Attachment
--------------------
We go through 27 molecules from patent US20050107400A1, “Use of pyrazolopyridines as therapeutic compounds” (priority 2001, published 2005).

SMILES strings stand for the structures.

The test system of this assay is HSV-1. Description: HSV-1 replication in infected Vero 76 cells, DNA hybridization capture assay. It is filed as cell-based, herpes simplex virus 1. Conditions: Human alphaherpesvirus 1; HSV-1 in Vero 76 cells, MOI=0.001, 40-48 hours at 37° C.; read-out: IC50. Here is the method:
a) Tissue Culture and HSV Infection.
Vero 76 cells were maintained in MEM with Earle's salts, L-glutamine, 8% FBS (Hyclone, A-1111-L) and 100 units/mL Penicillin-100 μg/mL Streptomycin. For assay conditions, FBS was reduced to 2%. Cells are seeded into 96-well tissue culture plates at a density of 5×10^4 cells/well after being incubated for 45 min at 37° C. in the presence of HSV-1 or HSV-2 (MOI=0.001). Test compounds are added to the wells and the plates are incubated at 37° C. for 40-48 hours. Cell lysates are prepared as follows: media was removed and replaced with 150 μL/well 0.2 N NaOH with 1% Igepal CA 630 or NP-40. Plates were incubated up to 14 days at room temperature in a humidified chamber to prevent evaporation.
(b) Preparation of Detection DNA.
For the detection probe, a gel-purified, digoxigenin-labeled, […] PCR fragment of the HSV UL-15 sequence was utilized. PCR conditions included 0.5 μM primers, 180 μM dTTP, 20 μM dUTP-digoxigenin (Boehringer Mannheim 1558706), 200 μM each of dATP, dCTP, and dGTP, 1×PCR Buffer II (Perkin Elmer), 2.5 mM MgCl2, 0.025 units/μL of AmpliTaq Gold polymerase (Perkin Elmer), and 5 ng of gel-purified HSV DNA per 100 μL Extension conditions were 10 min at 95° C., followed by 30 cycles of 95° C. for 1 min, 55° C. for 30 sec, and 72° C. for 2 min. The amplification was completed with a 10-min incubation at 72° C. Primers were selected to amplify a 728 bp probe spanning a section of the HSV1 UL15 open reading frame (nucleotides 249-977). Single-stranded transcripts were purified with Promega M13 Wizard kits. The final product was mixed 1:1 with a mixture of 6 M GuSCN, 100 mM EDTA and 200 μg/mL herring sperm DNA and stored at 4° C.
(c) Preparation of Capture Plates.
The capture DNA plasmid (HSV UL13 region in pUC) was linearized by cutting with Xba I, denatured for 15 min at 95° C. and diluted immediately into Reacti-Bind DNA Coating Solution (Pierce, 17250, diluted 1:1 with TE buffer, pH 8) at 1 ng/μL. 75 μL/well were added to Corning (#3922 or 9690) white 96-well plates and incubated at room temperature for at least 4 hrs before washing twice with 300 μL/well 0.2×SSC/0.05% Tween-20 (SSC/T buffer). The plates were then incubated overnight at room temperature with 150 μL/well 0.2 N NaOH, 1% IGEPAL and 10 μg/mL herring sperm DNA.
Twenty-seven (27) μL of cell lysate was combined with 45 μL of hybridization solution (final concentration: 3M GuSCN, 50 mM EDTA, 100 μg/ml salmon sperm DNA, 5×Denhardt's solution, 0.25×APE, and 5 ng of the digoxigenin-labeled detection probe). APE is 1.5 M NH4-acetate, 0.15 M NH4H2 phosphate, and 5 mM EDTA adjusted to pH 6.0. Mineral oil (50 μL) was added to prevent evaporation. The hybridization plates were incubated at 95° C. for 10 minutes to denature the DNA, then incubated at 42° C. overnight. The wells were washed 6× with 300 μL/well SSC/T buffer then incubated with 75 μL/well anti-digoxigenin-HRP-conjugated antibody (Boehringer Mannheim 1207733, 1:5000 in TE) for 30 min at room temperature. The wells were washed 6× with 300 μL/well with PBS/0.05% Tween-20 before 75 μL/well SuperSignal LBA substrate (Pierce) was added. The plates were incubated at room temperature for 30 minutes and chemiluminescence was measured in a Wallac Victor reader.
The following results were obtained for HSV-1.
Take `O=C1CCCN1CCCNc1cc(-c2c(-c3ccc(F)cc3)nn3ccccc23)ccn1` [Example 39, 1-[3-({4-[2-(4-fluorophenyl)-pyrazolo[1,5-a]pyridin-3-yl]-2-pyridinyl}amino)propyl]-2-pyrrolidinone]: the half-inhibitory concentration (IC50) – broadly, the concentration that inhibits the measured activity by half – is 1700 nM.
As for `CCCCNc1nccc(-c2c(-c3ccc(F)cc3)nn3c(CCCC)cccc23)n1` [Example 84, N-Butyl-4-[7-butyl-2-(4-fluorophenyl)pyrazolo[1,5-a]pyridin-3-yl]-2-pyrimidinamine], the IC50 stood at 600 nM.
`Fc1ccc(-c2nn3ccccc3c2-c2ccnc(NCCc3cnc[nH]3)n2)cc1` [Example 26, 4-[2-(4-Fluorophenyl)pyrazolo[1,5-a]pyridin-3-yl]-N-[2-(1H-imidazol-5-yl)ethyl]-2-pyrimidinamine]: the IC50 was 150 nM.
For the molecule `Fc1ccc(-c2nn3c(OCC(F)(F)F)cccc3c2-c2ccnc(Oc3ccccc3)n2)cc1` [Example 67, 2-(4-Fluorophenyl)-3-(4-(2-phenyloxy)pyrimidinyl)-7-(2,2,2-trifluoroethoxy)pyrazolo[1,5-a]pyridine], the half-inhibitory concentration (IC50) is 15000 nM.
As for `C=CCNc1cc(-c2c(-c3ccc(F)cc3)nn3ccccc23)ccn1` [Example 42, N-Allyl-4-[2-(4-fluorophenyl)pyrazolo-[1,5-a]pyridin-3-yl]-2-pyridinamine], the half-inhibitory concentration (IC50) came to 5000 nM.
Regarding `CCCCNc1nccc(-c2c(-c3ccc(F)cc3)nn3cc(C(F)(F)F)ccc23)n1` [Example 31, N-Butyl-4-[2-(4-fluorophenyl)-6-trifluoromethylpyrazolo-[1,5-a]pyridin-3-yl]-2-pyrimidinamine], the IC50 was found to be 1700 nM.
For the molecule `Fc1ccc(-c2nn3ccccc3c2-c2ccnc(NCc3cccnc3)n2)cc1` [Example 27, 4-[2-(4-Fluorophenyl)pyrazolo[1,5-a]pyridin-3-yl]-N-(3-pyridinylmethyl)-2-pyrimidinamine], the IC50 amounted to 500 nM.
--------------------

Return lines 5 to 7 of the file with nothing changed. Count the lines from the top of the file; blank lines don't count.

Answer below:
Vero 76 cells were maintained in MEM with Earle's salts, L-glutamine, 8% FBS (Hyclone, A-1111-L) and 100 units/mL Penicillin-100 μg/mL Streptomycin. For assay conditions, FBS was reduced to 2%. Cells are seeded into 96-well tissue culture plates at a density of 5×10^4 cells/well after being incubated for 45 min at 37° C. in the presence of HSV-1 or HSV-2 (MOI=0.001). Test compounds are added to the wells and the plates are incubated at 37° C. for 40-48 hours. Cell lysates are prepared as follows: media was removed and replaced with 150 μL/well 0.2 N NaOH with 1% Igepal CA 630 or NP-40. Plates were incubated up to 14 days at room temperature in a humidified chamber to prevent evaporation.
(b) Preparation of Detection DNA.
For the detection probe, a gel-purified, digoxigenin-labeled, […] PCR fragment of the HSV UL-15 sequence was utilized. PCR conditions included 0.5 μM primers, 180 μM dTTP, 20 μM dUTP-digoxigenin (Boehringer Mannheim 1558706), 200 μM each of dATP, dCTP, and dGTP, 1×PCR Buffer II (Perkin Elmer), 2.5 mM MgCl2, 0.025 units/μL of AmpliTaq Gold polymerase (Perkin Elmer), and 5 ng of gel-purified HSV DNA per 100 μL Extension conditions were 10 min at 95° C., followed by 30 cycles of 95° C. for 1 min, 55° C. for 30 sec, and 72° C. for 2 min. The amplification was completed with a 10-min incubation at 72° C. Primers were selected to amplify a 728 bp probe spanning a section of the HSV1 UL15 open reading frame (nucleotides 249-977). Single-stranded transcripts were purified with Promega M13 Wizard kits. The final product was mixed 1:1 with a mixture of 6 M GuSCN, 100 mM EDTA and 200 μg/mL herring sperm DNA and stored at 4° C.